There are many sectors that the government is engaged in at present which lend themselves to PPPs. In the Ministry of Public Enterprise Development, we have begun to look at PPPs in sectors such as aviation and plantation. The plantation sector has been making colossal losses partly due to market conditions but also due to management issues. The government has indicated that it is not prepared to continue to funding these loss making enterprises. The Ministry is looking at a PPP model to turnaround this sector. Several projects have been identified where the government would enter into PPP with the private sector to manage or start new ventures on plantation lands.   

 


QWhat is the progress on introducing this model for Sri Lankan Airlines?
The significant losses accumulated by the airlines has forced the government to look at alternative models for the airlines. A PPP model was considered the most suitable as it would bring in the required capital infusion and management capabilities which would be necessary to turn around the airline. In this regard, Cabinet appointed financial advisors to advise the government on the restructuring of the Sri Lankan Airlines and Mihin Lanka. An advertisement was placed both international and local media calling for interested parties to submit their expressions of interest (EOI). EOI were received from several parties which are currently being evaluated by the financial advisors. Based on the evaluation a few candidates will be shortlisted to submit detailed proposals on the restructuring of the airlines.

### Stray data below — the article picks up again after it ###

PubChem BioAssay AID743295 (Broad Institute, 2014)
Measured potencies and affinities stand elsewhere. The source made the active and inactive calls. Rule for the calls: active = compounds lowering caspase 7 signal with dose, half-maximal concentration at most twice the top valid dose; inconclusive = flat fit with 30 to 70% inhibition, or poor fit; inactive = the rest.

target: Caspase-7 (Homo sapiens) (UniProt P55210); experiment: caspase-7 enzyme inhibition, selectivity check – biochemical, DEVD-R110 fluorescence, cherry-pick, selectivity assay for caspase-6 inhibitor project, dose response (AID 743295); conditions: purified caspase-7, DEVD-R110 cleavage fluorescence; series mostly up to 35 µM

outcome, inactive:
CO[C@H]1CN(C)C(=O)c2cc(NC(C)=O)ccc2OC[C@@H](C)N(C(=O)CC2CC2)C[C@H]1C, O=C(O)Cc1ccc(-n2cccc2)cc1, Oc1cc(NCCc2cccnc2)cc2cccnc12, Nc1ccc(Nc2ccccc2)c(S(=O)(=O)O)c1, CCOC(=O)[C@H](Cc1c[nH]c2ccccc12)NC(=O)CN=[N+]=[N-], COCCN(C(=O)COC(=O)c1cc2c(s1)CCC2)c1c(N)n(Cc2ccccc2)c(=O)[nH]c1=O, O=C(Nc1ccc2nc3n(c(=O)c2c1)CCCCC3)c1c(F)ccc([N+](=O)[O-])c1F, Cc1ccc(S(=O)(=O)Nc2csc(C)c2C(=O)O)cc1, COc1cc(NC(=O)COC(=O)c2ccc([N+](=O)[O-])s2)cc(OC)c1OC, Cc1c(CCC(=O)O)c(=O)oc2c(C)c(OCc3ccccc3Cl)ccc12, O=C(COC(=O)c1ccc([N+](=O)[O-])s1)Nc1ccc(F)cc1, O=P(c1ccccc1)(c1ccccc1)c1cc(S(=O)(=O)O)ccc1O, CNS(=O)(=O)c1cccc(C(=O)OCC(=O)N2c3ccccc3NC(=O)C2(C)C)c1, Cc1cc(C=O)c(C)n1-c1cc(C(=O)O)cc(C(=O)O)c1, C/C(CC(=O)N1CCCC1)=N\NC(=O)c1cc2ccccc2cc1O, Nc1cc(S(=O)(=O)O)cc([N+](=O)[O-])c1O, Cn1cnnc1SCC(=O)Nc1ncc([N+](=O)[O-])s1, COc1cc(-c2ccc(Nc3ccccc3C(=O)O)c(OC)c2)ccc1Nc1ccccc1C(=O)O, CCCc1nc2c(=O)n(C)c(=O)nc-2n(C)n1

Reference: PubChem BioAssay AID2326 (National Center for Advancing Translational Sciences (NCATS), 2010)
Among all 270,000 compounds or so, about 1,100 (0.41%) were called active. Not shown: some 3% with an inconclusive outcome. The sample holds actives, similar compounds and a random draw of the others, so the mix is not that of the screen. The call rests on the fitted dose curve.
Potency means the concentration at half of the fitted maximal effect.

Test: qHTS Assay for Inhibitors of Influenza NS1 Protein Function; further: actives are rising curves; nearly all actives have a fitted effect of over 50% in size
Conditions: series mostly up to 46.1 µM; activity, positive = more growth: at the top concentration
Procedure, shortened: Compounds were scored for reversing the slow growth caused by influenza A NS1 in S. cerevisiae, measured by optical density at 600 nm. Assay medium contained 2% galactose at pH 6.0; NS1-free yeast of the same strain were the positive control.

QHow do you view the current political challenges of the government?
The Sirisena-Wickremesinghe administration has made great strides in restoring the rule of law and democracy. As in any transition from a more authoritarian administration to a more democratic one the exercise of freedom without responsibility can be viewed as somewhat chaotic. The government’s majority is solid and its resolve to carry out its mandate must not be underestimated.People are disappointed with our ability to bring to justice those who have plundered the economy and blatantly abused power. People are getting frustrated with the delays in the judicial process. This is not something new but has been like this for a few decades. But the difference now is that people’s expectations are very high. The Justice Ministry,the Attorney General’s Department and the Judiciary need to take note of this. People’s confidence in their governments have been questioned from time to time. But their confidence in the judicial process must not be eroded. It is time to act fast.